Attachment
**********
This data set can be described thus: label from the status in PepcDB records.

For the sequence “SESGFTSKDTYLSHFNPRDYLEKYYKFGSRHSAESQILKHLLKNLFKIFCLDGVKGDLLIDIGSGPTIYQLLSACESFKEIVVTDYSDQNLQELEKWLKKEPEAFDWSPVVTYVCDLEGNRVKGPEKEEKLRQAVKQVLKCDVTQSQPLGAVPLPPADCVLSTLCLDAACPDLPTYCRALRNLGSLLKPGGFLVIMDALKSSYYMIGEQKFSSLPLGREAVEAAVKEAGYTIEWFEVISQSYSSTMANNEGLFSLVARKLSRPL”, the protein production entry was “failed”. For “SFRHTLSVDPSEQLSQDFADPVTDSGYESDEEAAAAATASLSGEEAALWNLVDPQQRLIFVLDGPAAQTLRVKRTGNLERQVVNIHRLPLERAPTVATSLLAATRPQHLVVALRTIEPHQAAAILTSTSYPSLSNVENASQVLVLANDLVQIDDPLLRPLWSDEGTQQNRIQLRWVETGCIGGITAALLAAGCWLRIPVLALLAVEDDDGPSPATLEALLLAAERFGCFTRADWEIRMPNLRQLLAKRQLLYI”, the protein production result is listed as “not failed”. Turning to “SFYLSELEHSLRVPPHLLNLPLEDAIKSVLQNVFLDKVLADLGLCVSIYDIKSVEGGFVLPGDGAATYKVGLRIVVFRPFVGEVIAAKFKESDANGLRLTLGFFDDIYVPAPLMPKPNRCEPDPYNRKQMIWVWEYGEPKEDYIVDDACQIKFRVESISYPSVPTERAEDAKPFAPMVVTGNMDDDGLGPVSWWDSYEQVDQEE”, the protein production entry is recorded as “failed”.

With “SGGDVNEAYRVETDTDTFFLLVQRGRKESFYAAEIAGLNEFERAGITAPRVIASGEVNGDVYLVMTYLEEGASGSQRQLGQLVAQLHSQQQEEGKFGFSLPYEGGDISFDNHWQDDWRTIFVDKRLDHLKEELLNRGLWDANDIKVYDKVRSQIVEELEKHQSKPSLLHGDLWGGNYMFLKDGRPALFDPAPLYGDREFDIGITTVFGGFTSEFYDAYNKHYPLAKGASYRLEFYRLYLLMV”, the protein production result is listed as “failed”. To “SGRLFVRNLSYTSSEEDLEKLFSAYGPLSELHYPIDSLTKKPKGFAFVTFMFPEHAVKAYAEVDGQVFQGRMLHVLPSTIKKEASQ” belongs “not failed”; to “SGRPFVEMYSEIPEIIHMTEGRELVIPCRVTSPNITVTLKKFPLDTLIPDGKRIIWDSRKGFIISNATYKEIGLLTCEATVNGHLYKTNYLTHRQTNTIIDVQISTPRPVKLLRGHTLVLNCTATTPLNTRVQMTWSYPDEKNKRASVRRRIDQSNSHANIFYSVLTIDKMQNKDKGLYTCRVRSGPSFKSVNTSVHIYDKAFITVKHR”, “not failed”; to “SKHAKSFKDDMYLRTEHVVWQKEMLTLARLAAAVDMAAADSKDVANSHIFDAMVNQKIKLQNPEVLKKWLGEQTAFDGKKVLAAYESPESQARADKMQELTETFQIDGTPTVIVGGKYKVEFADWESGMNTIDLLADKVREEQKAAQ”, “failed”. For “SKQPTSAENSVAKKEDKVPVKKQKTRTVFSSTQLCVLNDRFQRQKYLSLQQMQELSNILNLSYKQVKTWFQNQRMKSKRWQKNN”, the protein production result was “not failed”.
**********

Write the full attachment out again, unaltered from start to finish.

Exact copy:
This data set can be described thus: label from the status in PepcDB records.

For the sequence “SESGFTSKDTYLSHFNPRDYLEKYYKFGSRHSAESQILKHLLKNLFKIFCLDGVKGDLLIDIGSGPTIYQLLSACESFKEIVVTDYSDQNLQELEKWLKKEPEAFDWSPVVTYVCDLEGNRVKGPEKEEKLRQAVKQVLKCDVTQSQPLGAVPLPPADCVLSTLCLDAACPDLPTYCRALRNLGSLLKPGGFLVIMDALKSSYYMIGEQKFSSLPLGREAVEAAVKEAGYTIEWFEVISQSYSSTMANNEGLFSLVARKLSRPL”, the protein production entry was “failed”. For “SFRHTLSVDPSEQLSQDFADPVTDSGYESDEEAAAAATASLSGEEAALWNLVDPQQRLIFVLDGPAAQTLRVKRTGNLERQVVNIHRLPLERAPTVATSLLAATRPQHLVVALRTIEPHQAAAILTSTSYPSLSNVENASQVLVLANDLVQIDDPLLRPLWSDEGTQQNRIQLRWVETGCIGGITAALLAAGCWLRIPVLALLAVEDDDGPSPATLEALLLAAERFGCFTRADWEIRMPNLRQLLAKRQLLYI”, the protein production result is listed as “not failed”. Turning to “SFYLSELEHSLRVPPHLLNLPLEDAIKSVLQNVFLDKVLADLGLCVSIYDIKSVEGGFVLPGDGAATYKVGLRIVVFRPFVGEVIAAKFKESDANGLRLTLGFFDDIYVPAPLMPKPNRCEPDPYNRKQMIWVWEYGEPKEDYIVDDACQIKFRVESISYPSVPTERAEDAKPFAPMVVTGNMDDDGLGPVSWWDSYEQVDQEE”, the protein production entry is recorded as “failed”.

With “SGGDVNEAYRVETDTDTFFLLVQRGRKESFYAAEIAGLNEFERAGITAPRVIASGEVNGDVYLVMTYLEEGASGSQRQLGQLVAQLHSQQQEEGKFGFSLPYEGGDISFDNHWQDDWRTIFVDKRLDHLKEELLNRGLWDANDIKVYDKVRSQIVEELEKHQSKPSLLHGDLWGGNYMFLKDGRPALFDPAPLYGDREFDIGITTVFGGFTSEFYDAYNKHYPLAKGASYRLEFYRLYLLMV”, the protein production result is listed as “failed”. To “SGRLFVRNLSYTSSEEDLEKLFSAYGPLSELHYPIDSLTKKPKGFAFVTFMFPEHAVKAYAEVDGQVFQGRMLHVLPSTIKKEASQ” belongs “not failed”; to “SGRPFVEMYSEIPEIIHMTEGRELVIPCRVTSPNITVTLKKFPLDTLIPDGKRIIWDSRKGFIISNATYKEIGLLTCEATVNGHLYKTNYLTHRQTNTIIDVQISTPRPVKLLRGHTLVLNCTATTPLNTRVQMTWSYPDEKNKRASVRRRIDQSNSHANIFYSVLTIDKMQNKDKGLYTCRVRSGPSFKSVNTSVHIYDKAFITVKHR”, “not failed”; to “SKHAKSFKDDMYLRTEHVVWQKEMLTLARLAAAVDMAAADSKDVANSHIFDAMVNQKIKLQNPEVLKKWLGEQTAFDGKKVLAAYESPESQARADKMQELTETFQIDGTPTVIVGGKYKVEFADWESGMNTIDLLADKVREEQKAAQ”, “failed”. For “SKQPTSAENSVAKKEDKVPVKKQKTRTVFSSTQLCVLNDRFQRQKYLSLQQMQELSNILNLSYKQVKTWFQNQRMKSKRWQKNN”, the protein production result was “not failed”.